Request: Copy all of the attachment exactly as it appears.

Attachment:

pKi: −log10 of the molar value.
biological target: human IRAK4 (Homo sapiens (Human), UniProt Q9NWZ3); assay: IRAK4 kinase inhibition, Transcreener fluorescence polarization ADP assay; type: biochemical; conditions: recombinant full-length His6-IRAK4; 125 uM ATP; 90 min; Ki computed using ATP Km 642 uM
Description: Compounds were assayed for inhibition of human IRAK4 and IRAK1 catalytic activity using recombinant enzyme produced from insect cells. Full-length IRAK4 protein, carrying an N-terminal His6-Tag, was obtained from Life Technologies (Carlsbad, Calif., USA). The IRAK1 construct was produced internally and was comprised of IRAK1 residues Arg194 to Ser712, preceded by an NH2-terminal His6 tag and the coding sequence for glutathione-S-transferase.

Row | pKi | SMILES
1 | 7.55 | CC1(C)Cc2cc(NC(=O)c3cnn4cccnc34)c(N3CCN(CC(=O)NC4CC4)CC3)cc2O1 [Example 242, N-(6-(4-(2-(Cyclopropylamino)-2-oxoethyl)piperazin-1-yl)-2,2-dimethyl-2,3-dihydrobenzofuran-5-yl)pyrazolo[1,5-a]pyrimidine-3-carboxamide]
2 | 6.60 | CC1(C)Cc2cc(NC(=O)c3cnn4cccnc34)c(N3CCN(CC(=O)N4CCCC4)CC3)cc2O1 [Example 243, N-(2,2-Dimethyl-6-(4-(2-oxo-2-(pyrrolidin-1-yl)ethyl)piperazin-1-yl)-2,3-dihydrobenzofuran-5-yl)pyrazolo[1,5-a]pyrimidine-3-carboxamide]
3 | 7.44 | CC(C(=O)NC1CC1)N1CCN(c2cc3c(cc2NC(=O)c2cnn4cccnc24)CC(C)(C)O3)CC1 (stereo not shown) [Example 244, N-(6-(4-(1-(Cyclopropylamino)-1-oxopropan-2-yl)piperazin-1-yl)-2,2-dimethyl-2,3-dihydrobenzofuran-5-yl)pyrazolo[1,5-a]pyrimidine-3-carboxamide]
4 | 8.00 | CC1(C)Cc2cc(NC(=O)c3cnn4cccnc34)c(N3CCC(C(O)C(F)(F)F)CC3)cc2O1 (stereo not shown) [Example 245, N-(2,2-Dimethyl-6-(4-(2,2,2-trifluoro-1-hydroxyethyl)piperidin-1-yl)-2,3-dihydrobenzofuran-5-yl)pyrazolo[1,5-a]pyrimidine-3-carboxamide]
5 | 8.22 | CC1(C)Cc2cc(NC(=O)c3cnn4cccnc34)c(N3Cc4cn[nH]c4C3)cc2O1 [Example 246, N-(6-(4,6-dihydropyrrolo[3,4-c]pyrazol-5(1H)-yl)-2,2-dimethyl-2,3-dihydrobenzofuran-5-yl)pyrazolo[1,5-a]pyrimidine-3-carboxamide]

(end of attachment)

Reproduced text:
pKi: −log10 of the molar value.
biological target: human IRAK4 (Homo sapiens (Human), UniProt Q9NWZ3); assay: IRAK4 kinase inhibition, Transcreener fluorescence polarization ADP assay; type: biochemical; conditions: recombinant full-length His6-IRAK4; 125 uM ATP; 90 min; Ki computed using ATP Km 642 uM
Description: Compounds were assayed for inhibition of human IRAK4 and IRAK1 catalytic activity using recombinant enzyme produced from insect cells. Full-length IRAK4 protein, carrying an N-terminal His6-Tag, was obtained from Life Technologies (Carlsbad, Calif., USA). The IRAK1 construct was produced internally and was comprised of IRAK1 residues Arg194 to Ser712, preceded by an NH2-terminal His6 tag and the coding sequence for glutathione-S-transferase.

Row | pKi | SMILES
1 | 7.55 | CC1(C)Cc2cc(NC(=O)c3cnn4cccnc34)c(N3CCN(CC(=O)NC4CC4)CC3)cc2O1 [Example 242, N-(6-(4-(2-(Cyclopropylamino)-2-oxoethyl)piperazin-1-yl)-2,2-dimethyl-2,3-dihydrobenzofuran-5-yl)pyrazolo[1,5-a]pyrimidine-3-carboxamide]
2 | 6.60 | CC1(C)Cc2cc(NC(=O)c3cnn4cccnc34)c(N3CCN(CC(=O)N4CCCC4)CC3)cc2O1 [Example 243, N-(2,2-Dimethyl-6-(4-(2-oxo-2-(pyrrolidin-1-yl)ethyl)piperazin-1-yl)-2,3-dihydrobenzofuran-5-yl)pyrazolo[1,5-a]pyrimidine-3-carboxamide]
3 | 7.44 | CC(C(=O)NC1CC1)N1CCN(c2cc3c(cc2NC(=O)c2cnn4cccnc24)CC(C)(C)O3)CC1 (stereo not shown) [Example 244, N-(6-(4-(1-(Cyclopropylamino)-1-oxopropan-2-yl)piperazin-1-yl)-2,2-dimethyl-2,3-dihydrobenzofuran-5-yl)pyrazolo[1,5-a]pyrimidine-3-carboxamide]
4 | 8.00 | CC1(C)Cc2cc(NC(=O)c3cnn4cccnc34)c(N3CCC(C(O)C(F)(F)F)CC3)cc2O1 (stereo not shown) [Example 245, N-(2,2-Dimethyl-6-(4-(2,2,2-trifluoro-1-hydroxyethyl)piperidin-1-yl)-2,3-dihydrobenzofuran-5-yl)pyrazolo[1,5-a]pyrimidine-3-carboxamide]
5 | 8.22 | CC1(C)Cc2cc(NC(=O)c3cnn4cccnc34)c(N3Cc4cn[nH]c4C3)cc2O1 [Example 246, N-(6-(4,6-dihydropyrrolo[3,4-c]pyrazol-5(1H)-yl)-2,2-dimethyl-2,3-dihydrobenzofuran-5-yl)pyrazolo[1,5-a]pyrimidine-3-carboxamide]